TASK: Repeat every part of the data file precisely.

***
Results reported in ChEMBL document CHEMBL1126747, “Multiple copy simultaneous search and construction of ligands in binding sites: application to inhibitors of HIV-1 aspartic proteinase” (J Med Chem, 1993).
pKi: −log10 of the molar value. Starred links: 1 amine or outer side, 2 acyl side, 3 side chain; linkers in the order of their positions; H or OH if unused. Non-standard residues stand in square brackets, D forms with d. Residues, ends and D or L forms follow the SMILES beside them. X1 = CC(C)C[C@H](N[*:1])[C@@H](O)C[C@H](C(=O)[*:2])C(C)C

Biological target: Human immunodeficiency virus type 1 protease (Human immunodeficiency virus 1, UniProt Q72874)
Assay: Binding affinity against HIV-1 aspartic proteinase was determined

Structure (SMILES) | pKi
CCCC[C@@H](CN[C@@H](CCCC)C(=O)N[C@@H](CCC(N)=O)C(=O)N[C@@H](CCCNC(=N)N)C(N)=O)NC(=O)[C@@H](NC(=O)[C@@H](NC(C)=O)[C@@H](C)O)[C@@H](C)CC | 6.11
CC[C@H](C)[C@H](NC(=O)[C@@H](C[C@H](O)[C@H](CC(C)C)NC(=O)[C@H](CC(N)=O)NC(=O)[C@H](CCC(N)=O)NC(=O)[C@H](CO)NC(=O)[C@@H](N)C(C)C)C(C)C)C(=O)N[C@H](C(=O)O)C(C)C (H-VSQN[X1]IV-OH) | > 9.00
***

Results reported in ChEMBL document CHEMBL1126747, “Multiple copy simultaneous search and construction of ligands in binding sites: application to inhibitors of HIV-1 aspartic proteinase” (J Med Chem, 1993).
pKi: −log10 of the molar value. Starred links: 1 amine or outer side, 2 acyl side, 3 side chain; linkers in the order of their positions; H or OH if unused. Non-standard residues stand in square brackets, D forms with d. Residues, ends and D or L forms follow the SMILES beside them. X1 = CC(C)C[C@H](N[*:1])[C@@H](O)C[C@H](C(=O)[*:2])C(C)C

Biological target: Human immunodeficiency virus type 1 protease (Human immunodeficiency virus 1, UniProt Q72874)
Assay: Binding affinity against HIV-1 aspartic proteinase was determined

Structure (SMILES) | pKi
CCCC[C@@H](CN[C@@H](CCCC)C(=O)N[C@@H](CCC(N)=O)C(=O)N[C@@H](CCCNC(=N)N)C(N)=O)NC(=O)[C@@H](NC(=O)[C@@H](NC(C)=O)[C@@H](C)O)[C@@H](C)CC | 6.11
CC[C@H](C)[C@H](NC(=O)[C@@H](C[C@H](O)[C@H](CC(C)C)NC(=O)[C@H](CC(N)=O)NC(=O)[C@H](CCC(N)=O)NC(=O)[C@H](CO)NC(=O)[C@@H](N)C(C)C)C(C)C)C(=O)N[C@H](C(=O)O)C(C)C (H-VSQN[X1]IV-OH) | > 9.00